Judge: French Invasion of Mali Increasing Domestic Terror Threat

Mali War Increasing French Citizens' Vulnerability at Home, Abroad

They may be couching it as a war against terrorism, but the top judge in France’s antiterrorism court, Marc Trevedic, is warning that the invasion of Mali is actually having the opposite effect, increasing the risk of terrorist attacks in France.

Trevedic warned that there has been an alarming increase in the number of French passport holders with ties to northern Africa that have been leaving for Mali and its neighbors in recent months, and that many will be back with training and militant ties.

He also claimed that the French spy agency DCRI is reluctant to conduct prolonged surveillance of returnees from Mali in the wake of the bloody Mohamed Merah incident last year, fearing that if they get involved then they will take some blame when one of the surveilled inevitably launches an attack.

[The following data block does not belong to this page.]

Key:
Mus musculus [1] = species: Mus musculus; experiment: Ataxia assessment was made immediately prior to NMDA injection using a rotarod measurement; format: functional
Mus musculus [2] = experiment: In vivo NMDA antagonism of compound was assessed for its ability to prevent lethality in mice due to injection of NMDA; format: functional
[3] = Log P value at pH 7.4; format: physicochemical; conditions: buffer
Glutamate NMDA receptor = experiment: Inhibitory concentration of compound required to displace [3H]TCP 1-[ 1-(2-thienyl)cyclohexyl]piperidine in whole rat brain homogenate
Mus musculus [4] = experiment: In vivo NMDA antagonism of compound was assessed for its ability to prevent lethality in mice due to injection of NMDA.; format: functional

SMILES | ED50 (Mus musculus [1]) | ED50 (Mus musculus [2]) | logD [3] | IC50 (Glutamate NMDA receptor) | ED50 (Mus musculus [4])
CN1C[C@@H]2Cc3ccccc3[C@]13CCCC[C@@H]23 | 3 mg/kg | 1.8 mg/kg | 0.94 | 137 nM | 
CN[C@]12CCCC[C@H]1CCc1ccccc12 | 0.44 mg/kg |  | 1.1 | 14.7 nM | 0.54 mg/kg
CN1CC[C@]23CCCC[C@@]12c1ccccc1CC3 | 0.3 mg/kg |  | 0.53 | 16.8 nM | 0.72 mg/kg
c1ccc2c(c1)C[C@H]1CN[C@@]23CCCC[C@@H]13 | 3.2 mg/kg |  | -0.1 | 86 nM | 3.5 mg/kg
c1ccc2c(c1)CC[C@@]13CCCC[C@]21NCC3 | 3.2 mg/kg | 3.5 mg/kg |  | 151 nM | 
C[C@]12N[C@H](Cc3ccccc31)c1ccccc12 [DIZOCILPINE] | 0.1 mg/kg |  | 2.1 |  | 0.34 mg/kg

Judge Trevedic had made similar warnings in the weeks leading up to the invasion, saying that the public backing of the Malian junta was creating a lot of enemies among French citizens in the ethnic Malian community, and would lead to blowback. It seems today he is underscoring how right his prediction turned out to be.

Author: Jason Ditz

Jason Ditz is news editor of Antiwar.com.